Germination center

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Lymph nodes with two secondary follicles: (1) capsule, (2 ) marginal sinus , (3) germinal center (secondary follicle), (4) parafollicular space, (5) trabecula

The germinal center is the name given to the reactive changes that occur inside a lymph follicle after contact with the antigen , which turns it into a secondary follicle . The germinal center is a topographical separation of different developmental stages of B cells that is visible under a light microscope and that arises due to immunological processes. The dark inner zone contains proliferating activated B cells ( centroblasts ). These migrate as centrocytes into the outer light zone and are selected at its edge. This is followed by a mantle and marginal zone. The B memory cells develop in the latter .

The germinal centers are also known as "risk zones" since many lymphomas are derived from B lymphocytes.

Immunological processes before germinal center formation

If B cells bind a native, soluble peptide antigen with their B cell receptors , the receptors and their bound antigens are absorbed into the cell. The antigens are cleaved proteolytically and bound to MHCII molecules as peptide fragments of 13 to 17 amino acids . These MHCII-peptide complexes are presented on the cell membrane.

These B cells then reach the T cell areas of secondary lymphatic organs . There may be already activated T cells specific for the same antigen . With their T-cell receptors, these recognize the MHCII-peptide complexes presented by the B cells. They hold the B cells in place, activate them and with them form a primary focus in the T cell zone in which the B cells proliferate.

Some of the offspring of these B cells form extrafollicular foci two to three days after activation (e.g. in the red pulp of the spleen or in the medullary cords of the lymph nodes ), in which they proliferate and differentiate into plasma cells . They secrete IgM and IgG with low antigen affinity in the foci. Most are short-lived and have a 50% survival rate of three to five days. The foci will disappear after about 14 days.

The other part of the B cells migrates together with the T cells by which they were activated to the B cell follicles, where they form germination centers at the border to the T cell zone.

Development of a germinal center

Germ center.jpg

When a germinal center develops - the germinal center reaction - a dark zone first arises in which the activated B cells ( centroblasts ) are subject to massive clonal expansion. A class change of the constant region of the heavy chain can take place and somatic mutations can be inserted into the genes for the variable regions of the light and heavy chains of the immunoglobulins . This can lead to an increase or decrease in the affinity of the B cell receptors for their antigen.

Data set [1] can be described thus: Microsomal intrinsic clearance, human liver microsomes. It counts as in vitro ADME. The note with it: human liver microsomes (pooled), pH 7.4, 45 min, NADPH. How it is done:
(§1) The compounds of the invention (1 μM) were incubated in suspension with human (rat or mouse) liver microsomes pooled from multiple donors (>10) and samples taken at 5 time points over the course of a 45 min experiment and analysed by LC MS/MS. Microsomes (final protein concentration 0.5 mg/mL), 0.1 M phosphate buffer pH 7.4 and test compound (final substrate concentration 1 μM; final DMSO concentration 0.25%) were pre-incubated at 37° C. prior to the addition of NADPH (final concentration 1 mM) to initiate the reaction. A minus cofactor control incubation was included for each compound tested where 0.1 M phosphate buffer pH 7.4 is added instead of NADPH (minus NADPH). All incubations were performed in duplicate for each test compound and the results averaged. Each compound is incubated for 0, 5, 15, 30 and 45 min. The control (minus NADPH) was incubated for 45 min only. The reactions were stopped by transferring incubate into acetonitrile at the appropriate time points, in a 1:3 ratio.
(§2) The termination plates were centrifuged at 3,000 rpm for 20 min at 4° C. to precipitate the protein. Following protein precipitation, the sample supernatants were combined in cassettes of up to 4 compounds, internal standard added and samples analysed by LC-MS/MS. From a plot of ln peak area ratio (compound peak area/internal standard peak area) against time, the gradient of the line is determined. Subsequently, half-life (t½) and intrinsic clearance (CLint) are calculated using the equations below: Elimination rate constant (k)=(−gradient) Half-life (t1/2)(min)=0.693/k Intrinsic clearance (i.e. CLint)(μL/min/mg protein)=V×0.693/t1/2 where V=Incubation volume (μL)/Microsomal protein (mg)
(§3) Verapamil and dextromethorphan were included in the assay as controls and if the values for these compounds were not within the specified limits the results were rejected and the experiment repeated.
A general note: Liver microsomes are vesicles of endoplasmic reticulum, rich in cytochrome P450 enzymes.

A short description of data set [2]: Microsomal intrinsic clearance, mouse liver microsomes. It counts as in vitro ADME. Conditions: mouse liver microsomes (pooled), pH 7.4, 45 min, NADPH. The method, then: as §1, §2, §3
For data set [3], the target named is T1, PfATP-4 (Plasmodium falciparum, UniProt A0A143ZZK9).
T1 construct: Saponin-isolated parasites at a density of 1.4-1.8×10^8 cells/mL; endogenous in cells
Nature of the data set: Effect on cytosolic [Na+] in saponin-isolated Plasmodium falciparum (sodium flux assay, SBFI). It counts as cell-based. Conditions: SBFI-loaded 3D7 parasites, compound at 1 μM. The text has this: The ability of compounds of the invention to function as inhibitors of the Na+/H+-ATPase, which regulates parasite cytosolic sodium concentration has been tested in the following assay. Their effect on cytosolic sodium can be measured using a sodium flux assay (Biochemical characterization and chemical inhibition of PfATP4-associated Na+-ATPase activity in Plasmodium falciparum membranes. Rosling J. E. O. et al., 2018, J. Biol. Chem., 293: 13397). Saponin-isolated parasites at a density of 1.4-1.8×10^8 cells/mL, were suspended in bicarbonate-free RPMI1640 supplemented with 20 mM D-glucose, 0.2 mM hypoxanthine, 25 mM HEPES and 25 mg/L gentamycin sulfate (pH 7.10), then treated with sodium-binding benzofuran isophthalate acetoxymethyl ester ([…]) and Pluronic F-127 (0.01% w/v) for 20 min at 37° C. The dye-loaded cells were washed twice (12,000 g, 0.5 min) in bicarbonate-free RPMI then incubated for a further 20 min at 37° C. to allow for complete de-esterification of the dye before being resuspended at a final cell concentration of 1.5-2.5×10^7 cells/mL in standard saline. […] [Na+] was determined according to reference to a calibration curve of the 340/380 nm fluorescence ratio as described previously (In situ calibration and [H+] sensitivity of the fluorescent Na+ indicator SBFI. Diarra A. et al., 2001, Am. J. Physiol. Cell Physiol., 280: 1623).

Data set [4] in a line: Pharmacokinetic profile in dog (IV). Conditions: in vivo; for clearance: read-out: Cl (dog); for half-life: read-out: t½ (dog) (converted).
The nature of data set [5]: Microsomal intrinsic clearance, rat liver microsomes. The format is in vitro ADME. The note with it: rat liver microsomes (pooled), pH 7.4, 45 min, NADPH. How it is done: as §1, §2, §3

The B cells then migrate out of the dark zone into the network of follicular dendritic cells and form the outer, light zone of the germinal center. The impression of a “bright zone” in the histological picture arises from the fact that the B cells give rise to large basophilic B immunoblasts that migrate from the edge to the center.

The B cells ( centrocytes ) no longer divide. The follicular dendritic cells present immune complexes consisting of complement , antibodies and antigens, which they have bound via Fc and complement receptors. If the centrocytes' receptor affinity for the antigen is too low, their receptors cannot bind to the antigen presented. If their affinity is high enough, however, they can bind and involve these antigens, break them down and express the peptide fragments, bound to MHCII, on the cell surface.

The centrocytes then migrate to the edge of the bright zone of the germinal center, where they meet the CD4 T cells, which are also clonally multiplied to a certain extent and to which they present the MHCII-peptide complexes. This is where a selection takes place: The B cells that have gained a lower affinity and do not present any antigen to the T cells receive no survival signal - they die apoptotically . Only B cells with a high enough affinity for the original antigen that have taken up antigens and present them to the T cells receive survival signals.

They either develop into plasma cells or into memory cells . The development into plasma cells takes place via the plasmablast stage. Plasmablasts are still able to divide, but can already secrete antibodies. Plasma cells also secrete antibodies, but are no longer able to divide. The development into memory B cells takes place in the marginal zone. You can also return to the dark zone of the germinal center and undergo a germinal center reaction again. Most of the plasma cells that develop in germinal centers migrate to the bone marrow , where they secrete antibodies of the IgG , IgE and IgA classes with high affinity for the antigen . They are also long-lived (sometimes longer than a year).

During the entire process of the germinal center formation, the B cells circulating through the B-cell follicles are pushed more and more outwards and form a mantle zone surrounding the germinal center.


Individual evidence

  1. Johannes W. Rohen, Elke Lütjen-Drecoll: Functional Histology . Schattauer Verlag, 4th edition 2000, ISBN 978-3-7945-2044-2 , p. 188.